Seatrade Maritime is part of the Informa Markets Division of Informa PLC

This site is operated by a business or businesses owned by Informa PLC and all copyright resides with them. Informa PLC's registered office is 5 Howick Place, London SW1P 1WG. Registered in England and Wales. Number 8860726.

Container market close to bottom on most trades – Zencargo

Photo: Adobestock Smoke from ship funnel
Spot and contract rates may be close to the bottom on most trades as signs of recovery emerge after months of plummeting rates.

Speaking at a webinar, Zencargo VP Ocean Anne-Sophie Fribourg retold the familiar story of falling container spot rates through the second half of 2022 as supply chain congestion eased and demand for ocean shipping fell due to lower consumer confidence and high retailer inventories.

Transatlantic rates began to fall late in 2022 and that downward movement accelerated in the first quarter of 2023, said Fribourg, demonstrating a direct impact on rates from increasing market capacity. New vessels entering the market could bring an increase in global capacity of around 8% in 2023, she added.

“I think we are bottoming out, and one of the signs is that since beginning of March, we've seen a surge in demand on Asia-Europe. This has been a bit surprising… a surge in demand for certain products like electric vehicles or solar panels has created a bit of space constraint. Carriers have managed to stop the decrease in rates and even file a small increase on the transpacific due to a massive blank sailing program, and shipping lines are now implementing a GRI.”

Until recently, the general market opinion was that carrier attempts to limit capacity through blanked sailings had little effect.

Asked whether she thought the GRI would be accepted by the market, Fribourg said she saw it as a tactic lines are employing to try and support rates on the transpacific ahead of contract renegotiations which will start in May, but not a sustainable one.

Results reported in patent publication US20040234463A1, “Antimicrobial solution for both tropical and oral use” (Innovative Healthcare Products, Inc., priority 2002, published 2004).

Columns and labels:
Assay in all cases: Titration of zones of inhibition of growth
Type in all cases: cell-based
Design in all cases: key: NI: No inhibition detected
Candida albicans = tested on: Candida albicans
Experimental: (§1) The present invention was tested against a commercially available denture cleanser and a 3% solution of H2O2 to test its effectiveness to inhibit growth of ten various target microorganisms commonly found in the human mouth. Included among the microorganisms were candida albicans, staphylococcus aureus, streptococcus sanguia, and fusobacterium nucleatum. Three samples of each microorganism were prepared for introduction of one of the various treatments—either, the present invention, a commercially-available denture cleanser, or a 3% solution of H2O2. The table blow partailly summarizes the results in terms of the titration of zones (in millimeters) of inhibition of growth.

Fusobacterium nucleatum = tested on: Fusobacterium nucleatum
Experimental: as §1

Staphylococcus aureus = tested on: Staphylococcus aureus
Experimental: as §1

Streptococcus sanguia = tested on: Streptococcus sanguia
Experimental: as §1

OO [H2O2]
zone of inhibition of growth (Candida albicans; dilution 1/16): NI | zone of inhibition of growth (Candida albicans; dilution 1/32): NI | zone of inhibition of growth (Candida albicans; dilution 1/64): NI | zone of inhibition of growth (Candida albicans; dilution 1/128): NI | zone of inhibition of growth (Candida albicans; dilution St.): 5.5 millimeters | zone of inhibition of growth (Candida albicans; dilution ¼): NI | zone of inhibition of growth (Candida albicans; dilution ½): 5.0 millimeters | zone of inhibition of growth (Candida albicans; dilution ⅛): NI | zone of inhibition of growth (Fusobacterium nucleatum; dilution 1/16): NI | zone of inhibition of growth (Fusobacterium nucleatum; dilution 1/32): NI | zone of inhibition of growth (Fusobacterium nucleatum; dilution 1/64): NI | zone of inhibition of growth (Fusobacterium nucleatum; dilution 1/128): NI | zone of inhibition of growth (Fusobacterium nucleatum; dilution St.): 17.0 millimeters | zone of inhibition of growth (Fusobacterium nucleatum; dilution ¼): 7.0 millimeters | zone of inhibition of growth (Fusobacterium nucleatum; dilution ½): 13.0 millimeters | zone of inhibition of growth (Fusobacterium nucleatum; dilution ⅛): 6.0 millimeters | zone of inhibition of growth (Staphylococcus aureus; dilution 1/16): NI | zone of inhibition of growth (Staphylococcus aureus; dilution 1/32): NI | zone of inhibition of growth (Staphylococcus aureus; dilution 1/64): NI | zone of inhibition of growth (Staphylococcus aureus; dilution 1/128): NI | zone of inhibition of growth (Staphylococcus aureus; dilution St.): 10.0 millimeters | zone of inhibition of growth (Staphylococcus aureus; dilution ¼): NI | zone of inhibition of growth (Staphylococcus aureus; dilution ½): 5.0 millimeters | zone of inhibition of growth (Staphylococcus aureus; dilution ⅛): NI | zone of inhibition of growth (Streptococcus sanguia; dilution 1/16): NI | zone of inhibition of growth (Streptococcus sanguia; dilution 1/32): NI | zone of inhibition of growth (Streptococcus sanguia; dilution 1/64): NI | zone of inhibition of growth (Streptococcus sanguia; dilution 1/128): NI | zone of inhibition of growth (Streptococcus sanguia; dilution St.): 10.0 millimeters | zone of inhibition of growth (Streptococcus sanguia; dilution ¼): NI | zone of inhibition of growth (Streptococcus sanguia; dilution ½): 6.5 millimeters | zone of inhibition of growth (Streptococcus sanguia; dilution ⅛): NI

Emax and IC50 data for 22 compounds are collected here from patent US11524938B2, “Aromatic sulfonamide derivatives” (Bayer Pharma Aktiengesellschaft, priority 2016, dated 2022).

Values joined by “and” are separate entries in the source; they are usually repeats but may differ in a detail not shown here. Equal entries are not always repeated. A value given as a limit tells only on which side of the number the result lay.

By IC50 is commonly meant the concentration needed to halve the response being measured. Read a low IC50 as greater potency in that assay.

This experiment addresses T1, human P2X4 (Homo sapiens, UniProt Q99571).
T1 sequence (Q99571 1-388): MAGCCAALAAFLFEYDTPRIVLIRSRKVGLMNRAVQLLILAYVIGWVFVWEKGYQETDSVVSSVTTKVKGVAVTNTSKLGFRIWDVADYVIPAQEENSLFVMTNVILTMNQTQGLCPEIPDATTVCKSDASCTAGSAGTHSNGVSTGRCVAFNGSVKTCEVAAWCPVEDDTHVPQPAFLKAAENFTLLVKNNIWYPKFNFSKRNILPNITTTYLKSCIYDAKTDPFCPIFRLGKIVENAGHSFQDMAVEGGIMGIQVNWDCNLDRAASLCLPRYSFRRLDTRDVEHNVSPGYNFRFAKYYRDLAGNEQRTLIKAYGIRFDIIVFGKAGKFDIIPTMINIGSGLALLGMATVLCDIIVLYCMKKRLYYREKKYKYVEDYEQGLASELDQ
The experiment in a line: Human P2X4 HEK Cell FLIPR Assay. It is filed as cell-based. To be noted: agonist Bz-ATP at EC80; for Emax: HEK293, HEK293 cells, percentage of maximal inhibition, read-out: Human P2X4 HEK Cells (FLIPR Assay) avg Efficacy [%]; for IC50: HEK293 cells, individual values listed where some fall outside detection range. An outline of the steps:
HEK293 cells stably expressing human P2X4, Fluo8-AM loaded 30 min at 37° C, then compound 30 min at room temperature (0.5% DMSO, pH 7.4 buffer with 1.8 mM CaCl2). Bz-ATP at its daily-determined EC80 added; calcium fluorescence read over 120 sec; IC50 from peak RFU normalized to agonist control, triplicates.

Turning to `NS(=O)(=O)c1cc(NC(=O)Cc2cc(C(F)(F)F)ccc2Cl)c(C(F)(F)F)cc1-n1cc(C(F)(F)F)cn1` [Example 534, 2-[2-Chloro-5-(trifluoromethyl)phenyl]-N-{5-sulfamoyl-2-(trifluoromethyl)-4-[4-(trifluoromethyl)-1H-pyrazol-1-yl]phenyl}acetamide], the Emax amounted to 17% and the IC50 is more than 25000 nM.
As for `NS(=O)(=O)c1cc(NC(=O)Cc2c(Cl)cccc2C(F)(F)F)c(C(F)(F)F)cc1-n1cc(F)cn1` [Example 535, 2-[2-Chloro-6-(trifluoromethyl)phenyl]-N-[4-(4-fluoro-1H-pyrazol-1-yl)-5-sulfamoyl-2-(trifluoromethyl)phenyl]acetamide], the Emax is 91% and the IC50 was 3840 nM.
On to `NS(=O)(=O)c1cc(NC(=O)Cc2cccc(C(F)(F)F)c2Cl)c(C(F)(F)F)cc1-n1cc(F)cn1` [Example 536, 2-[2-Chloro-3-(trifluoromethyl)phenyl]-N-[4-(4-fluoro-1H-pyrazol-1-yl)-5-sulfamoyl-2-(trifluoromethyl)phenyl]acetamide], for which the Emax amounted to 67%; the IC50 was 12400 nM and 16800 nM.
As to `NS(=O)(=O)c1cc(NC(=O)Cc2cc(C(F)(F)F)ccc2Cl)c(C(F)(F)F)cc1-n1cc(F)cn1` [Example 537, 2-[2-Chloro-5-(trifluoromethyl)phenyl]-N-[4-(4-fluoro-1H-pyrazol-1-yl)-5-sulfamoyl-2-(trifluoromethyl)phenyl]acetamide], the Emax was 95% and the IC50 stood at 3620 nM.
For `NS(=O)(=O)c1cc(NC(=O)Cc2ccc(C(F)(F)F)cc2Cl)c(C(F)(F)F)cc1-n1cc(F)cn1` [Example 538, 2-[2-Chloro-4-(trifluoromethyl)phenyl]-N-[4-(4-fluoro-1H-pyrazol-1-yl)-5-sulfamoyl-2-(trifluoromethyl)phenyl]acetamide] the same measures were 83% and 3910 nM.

Reducing capacity in the face of rising demand such as on the Europe trades will be an effective method of supporting rates, but there is a limit to how far that can go while maintaining service levels to customers, said Fribourg.

Spot rates are returning to pre-COVID levels almost everywhere, except on the transatlantic trades which have been more resilient due to higher demand owing to a strong dollar and “friend-shoring” by US importers.

“We should see quite a good activity on transatlantic but if the capacity is too high, then we'll see the rates dropping as well,” said Fribourg.

The upshot of current market movements is that customers should look to negotiate longer term rates of at least three months, said Fribourg. “This is the right time because in order to recover operational efficiency and a good service level…  we are now in a buyers’ market where shipping lines are looking for volume but we are looking for good service.”

“I think also what is important is to rebuild the relationship between partners. I think through the last few years relationships with the carriers have been damaged because of all that has happened. There is a need to rebuild relationships, be consistent, commit and deliver from both parties,” said Fribourg.